Advertisement

Plant Molecular Biology Reporter

, Volume 21, Issue 1, pp 9–19 | Cite as

Tetracycline operator/repressor system to visualize fluorescence-tagged T-DNAs in interphase nuclei ofArabidopsis

  • Antonius J. M. Matzke
  • Johannes van der Winden
  • Marjori Matzke
Commentary

Abstract

The bacterial tetracycline operator/repressor (tetO/TetR) system and enhanced yellow fluorescent protein (EYFP) have been adapted for use inArabidopsis to visualize tagged T-DNAs in interphase nuclei of living cells. The 2-component system was assembled on a single T-DNA construct that contained a gene encoding a nuclear-targeted TetR-EYFP fusion protein under the control of the 35S promoter of the cauliflower mosaic virus together with multiple tandemly arranged copies of thetetO. In a number of independentArabidopsis lines transformed with this construct, bright fluorescent dots corresponding to tagged T-DNAs were observed in interphase nuclei of various cell types using standard fluorescence microscopy. In selfed progeny of a single locus line, hemizygous and homozygous plants were distinguished by having 1 or 2 fluorescent dots, respectively. Low background fluorescence of EYFP in many plant tissues facilitates the visualization of tagged T-DNAs. We compared features of thetetO/TetR-EYFP system to a second system we developed on the basis of the bacteriallac operator/repressor and enhanced green fluorescent protein.

Key words

chromatin dynamics green fluorescent protein interphase nuclei lac operator/repressor tet operator/repressor yellow fluorescent protein 

Abbreviations

ECFP

enhanced cyan fluorescent protein

EGFP

enhanced green fluorescent protein

EYFP

enhanced yellow fluorescent protein

NOS

nopaline synthase

tet

tetracycline

Preview

Unable to display preview. Download preview PDF.

Unable to display preview. Download preview PDF.

References

  1. Abranches R, Santos A, Wegel E, Williams S, Castilho A, Christou P, Shaw P, and Stöger E (2000) Widely separated multiple transgene integration sites in wheat chromosomes are brought together at interphase. Plant J 24: 1–14.CrossRefGoogle Scholar
  2. Aragón-Alcaide L, Reader S, Beven A, Shaw P, Miller T, and Moore G (1997) Association of homologous chromosomes during floral development. Curr Biol 7: 905–908.PubMedCrossRefGoogle Scholar
  3. Belmont A (2001) Visualizing chromosome dynamics with GFP. Trends Cell Biol 11: 250–257.PubMedCrossRefGoogle Scholar
  4. Belmont A and Straight A (1998) In vivo visualization of chromosomes usinglac operator-repressor binding. Trends Cell Biol 8: 121–124.PubMedCrossRefGoogle Scholar
  5. Clough SJ and Bent AF (1998) Floral dip: a simplified method for Agrobacterium-mediated transformation ofArabidopsis thaliana. Plant J 16: 735–743.PubMedCrossRefGoogle Scholar
  6. Fuchs J, Lorenz A, and Loidl J (2002) Chromosome associations in budding yeast caused by integrated tandemly repeated transgenes. J Cell Sci 115: 1213–1220.PubMedGoogle Scholar
  7. Gasser S (2002) Visualizing chromatin dynamics in interphase nuclei. Science 296: 1412–1416.PubMedCrossRefGoogle Scholar
  8. ten Hoopen R, Montijn BM, Veuskens JTM, Oud O, and Nanninga N (1999) The spatial localization of T-DNA insertions in petunia interphase nuclei: consequences for chromosome organization and transgene insertion sites. Chromosome Res 7: 611–623.PubMedCrossRefGoogle Scholar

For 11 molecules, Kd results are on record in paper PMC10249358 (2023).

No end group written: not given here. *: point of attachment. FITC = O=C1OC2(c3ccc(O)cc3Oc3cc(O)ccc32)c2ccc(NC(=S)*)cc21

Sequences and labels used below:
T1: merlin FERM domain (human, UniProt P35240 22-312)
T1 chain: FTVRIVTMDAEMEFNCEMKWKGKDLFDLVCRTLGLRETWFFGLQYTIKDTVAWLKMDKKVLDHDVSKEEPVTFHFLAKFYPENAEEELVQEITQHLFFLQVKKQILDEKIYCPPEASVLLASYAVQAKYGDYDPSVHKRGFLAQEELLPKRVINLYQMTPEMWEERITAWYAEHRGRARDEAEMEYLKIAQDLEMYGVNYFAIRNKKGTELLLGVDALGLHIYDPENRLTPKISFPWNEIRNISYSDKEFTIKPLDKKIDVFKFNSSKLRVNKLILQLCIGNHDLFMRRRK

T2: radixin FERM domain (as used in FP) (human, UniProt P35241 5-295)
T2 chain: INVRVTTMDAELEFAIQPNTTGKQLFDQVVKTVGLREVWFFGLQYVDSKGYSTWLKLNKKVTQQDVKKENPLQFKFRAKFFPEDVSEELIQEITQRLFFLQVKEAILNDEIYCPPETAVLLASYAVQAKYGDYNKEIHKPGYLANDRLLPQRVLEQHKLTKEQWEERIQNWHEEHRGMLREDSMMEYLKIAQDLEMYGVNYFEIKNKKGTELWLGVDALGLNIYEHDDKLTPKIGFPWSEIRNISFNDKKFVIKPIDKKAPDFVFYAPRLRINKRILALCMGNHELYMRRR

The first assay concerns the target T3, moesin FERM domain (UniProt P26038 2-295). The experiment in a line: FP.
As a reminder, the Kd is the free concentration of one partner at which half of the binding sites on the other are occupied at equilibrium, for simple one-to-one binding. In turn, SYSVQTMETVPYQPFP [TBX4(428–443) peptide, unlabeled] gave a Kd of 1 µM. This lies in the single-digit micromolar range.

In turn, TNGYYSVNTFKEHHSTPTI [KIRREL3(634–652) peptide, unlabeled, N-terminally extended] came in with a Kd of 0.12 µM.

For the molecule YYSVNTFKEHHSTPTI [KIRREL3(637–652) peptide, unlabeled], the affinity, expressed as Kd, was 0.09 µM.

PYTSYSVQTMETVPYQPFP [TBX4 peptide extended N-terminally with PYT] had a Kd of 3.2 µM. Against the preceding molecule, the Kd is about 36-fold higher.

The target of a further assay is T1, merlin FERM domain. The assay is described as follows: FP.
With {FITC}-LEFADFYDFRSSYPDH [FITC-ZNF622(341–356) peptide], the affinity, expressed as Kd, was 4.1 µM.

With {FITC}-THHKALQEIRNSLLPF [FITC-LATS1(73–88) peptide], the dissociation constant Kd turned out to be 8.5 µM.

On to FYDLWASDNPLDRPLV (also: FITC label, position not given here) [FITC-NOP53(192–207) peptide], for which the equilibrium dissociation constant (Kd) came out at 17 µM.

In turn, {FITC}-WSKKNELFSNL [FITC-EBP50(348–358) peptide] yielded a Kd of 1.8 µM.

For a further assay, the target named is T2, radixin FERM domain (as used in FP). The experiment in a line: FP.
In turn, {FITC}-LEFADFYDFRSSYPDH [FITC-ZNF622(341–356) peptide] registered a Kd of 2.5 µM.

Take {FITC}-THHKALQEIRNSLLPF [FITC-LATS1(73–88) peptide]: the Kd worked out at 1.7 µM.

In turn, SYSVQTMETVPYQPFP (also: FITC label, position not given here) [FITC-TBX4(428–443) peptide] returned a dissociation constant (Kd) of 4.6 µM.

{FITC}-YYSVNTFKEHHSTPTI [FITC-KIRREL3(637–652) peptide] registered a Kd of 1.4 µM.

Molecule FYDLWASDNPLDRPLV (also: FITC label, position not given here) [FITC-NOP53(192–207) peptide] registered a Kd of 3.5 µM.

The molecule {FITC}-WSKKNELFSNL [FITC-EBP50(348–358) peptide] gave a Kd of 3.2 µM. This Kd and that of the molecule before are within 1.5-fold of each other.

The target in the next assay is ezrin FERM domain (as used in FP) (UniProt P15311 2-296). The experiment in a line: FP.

9. Kato N and Lam E (2001) Detection of chromosomes tagged with green fluorescent protein in liveArabidopsis thaliana plants. Genome Biol 2: 0045.1–0045.10.CrossRefGoogle Scholar
  10. Kato N, Pontier D, and Lam E (2002) Spectral profiling for the simultaneous observation of four distinct fluorescent proteins and detection of protein-protein interaction via fluorescence resonance energy transfer in tobacco leaf nuclei. Plant Physiol 129: 931–942.PubMedCrossRefGoogle Scholar
  11. Matzke AJM and Matzke M (1986) A set of novel Ti plasmid-derived vectors for the production of transgenic plants. Plant Mol Biol 7: 357–365.CrossRefGoogle Scholar
  12. Matzke M, Mette MF, Jakowitsch J, Kanno T, Moscone EA, Van der Winden J, and Matzke AJM (2001) A test for transvection in plants: DNA pairing may lead to transactivation or silencing of complex heteroalleles in tobacco. Genetics 158: 451–461.PubMedGoogle Scholar
  13. Matzke M, Primig M, Trnovsky J, and Matzke AJM (1989) Reversible methylation and inactivation of marker genes in sequentially transformed tobacco plants. MEBO J 8: 643–649.Google Scholar
  14. Michaelis C, Ciosk R, and Nasmyth K (1997) Cohesins: chromosomal proteins that prevent premature separation of sister chromatids. Cell 91: 35–45.PubMedCrossRefGoogle Scholar
  15. Pietrzak M, Shillito RD, Hohn T, and Potrykus I (1986) Expression in plants of two bacterial antibiotic resistance genes after protoplast transformation with a new plant expression vector. Nucl Acids Res 14: 5857–5868.PubMedCrossRefGoogle Scholar
  16. Straight A, Belmont A, Robinett C, and Murray A (1996) GFP tagging of budding yeast chromosome reveals that protein-protein interactions can mediate sister chromatid cohesion. Curr Biol 6: 1599–1608.PubMedCrossRefGoogle Scholar

Copyright information

© International Society for Plant Molecular Biology 2003

Authors and Affiliations

  • Antonius J. M. Matzke
    • 1
  • Johannes van der Winden
    • 1
  • Marjori Matzke
    • 1
  1. 1.Institute of Molecular BiologyAustrian Academy of SciencesSalzburgAustria

Personalised recommendations